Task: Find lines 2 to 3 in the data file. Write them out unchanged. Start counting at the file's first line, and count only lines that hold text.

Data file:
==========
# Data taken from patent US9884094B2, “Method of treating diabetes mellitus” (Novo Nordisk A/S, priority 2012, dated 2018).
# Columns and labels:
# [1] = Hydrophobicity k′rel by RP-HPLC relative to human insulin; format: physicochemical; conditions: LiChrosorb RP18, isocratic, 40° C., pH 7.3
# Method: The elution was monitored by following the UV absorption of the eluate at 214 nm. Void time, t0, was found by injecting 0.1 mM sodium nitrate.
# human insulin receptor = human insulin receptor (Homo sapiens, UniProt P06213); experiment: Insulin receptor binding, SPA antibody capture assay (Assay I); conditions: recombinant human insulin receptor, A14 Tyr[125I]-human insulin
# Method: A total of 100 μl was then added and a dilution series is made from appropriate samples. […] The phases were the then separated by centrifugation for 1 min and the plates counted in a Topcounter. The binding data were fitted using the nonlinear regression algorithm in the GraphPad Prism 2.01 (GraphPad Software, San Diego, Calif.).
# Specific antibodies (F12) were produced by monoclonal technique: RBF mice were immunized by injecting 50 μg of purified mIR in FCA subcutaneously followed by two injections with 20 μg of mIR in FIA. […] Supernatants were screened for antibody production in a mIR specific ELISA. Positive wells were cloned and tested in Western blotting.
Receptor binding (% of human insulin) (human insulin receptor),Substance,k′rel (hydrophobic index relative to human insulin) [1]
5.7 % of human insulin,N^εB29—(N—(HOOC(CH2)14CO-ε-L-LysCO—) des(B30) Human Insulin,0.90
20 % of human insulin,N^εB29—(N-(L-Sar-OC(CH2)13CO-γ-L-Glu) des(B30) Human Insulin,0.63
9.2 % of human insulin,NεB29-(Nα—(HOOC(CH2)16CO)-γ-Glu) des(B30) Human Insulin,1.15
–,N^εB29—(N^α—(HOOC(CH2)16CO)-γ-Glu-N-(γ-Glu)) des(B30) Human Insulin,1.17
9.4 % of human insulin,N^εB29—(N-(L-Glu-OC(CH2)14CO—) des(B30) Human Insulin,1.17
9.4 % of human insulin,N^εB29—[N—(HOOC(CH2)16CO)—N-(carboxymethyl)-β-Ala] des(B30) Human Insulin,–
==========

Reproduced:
# Columns and labels:
# [1] = Hydrophobicity k′rel by RP-HPLC relative to human insulin; format: physicochemical; conditions: LiChrosorb RP18, isocratic, 40° C., pH 7.3